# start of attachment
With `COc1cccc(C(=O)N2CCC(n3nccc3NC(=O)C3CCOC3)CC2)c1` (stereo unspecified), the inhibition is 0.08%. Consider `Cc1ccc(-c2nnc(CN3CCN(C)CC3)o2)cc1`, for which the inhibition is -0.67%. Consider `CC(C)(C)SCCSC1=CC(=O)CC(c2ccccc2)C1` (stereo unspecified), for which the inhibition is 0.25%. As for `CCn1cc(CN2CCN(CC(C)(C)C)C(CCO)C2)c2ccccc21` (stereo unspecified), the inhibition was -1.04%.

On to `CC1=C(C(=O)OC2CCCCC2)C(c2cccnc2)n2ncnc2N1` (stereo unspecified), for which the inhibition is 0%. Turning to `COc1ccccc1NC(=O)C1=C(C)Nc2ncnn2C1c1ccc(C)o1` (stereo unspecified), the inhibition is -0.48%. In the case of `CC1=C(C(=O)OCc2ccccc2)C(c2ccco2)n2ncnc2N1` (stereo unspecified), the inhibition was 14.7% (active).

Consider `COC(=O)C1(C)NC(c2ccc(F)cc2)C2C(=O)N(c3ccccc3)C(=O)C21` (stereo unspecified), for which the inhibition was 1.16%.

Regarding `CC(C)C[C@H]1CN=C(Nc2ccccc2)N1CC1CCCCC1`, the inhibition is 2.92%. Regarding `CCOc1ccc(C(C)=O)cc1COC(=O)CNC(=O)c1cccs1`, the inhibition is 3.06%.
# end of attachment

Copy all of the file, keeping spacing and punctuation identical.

With `COc1cccc(C(=O)N2CCC(n3nccc3NC(=O)C3CCOC3)CC2)c1` (stereo unspecified), the inhibition is 0.08%. Consider `Cc1ccc(-c2nnc(CN3CCN(C)CC3)o2)cc1`, for which the inhibition is -0.67%. Consider `CC(C)(C)SCCSC1=CC(=O)CC(c2ccccc2)C1` (stereo unspecified), for which the inhibition is 0.25%. As for `CCn1cc(CN2CCN(CC(C)(C)C)C(CCO)C2)c2ccccc21` (stereo unspecified), the inhibition was -1.04%.

On to `CC1=C(C(=O)OC2CCCCC2)C(c2cccnc2)n2ncnc2N1` (stereo unspecified), for which the inhibition is 0%. Turning to `COc1ccccc1NC(=O)C1=C(C)Nc2ncnn2C1c1ccc(C)o1` (stereo unspecified), the inhibition is -0.48%. In the case of `CC1=C(C(=O)OCc2ccccc2)C(c2ccco2)n2ncnc2N1` (stereo unspecified), the inhibition was 14.7% (active).

Consider `COC(=O)C1(C)NC(c2ccc(F)cc2)C2C(=O)N(c3ccccc3)C(=O)C21` (stereo unspecified), for which the inhibition was 1.16%.

Regarding `CC(C)C[C@H]1CN=C(Nc2ccccc2)N1CC1CCCCC1`, the inhibition is 2.92%. Regarding `CCOc1ccc(C(C)=O)cc1COC(=O)CNC(=O)c1cccs1`, the inhibition is 3.06%.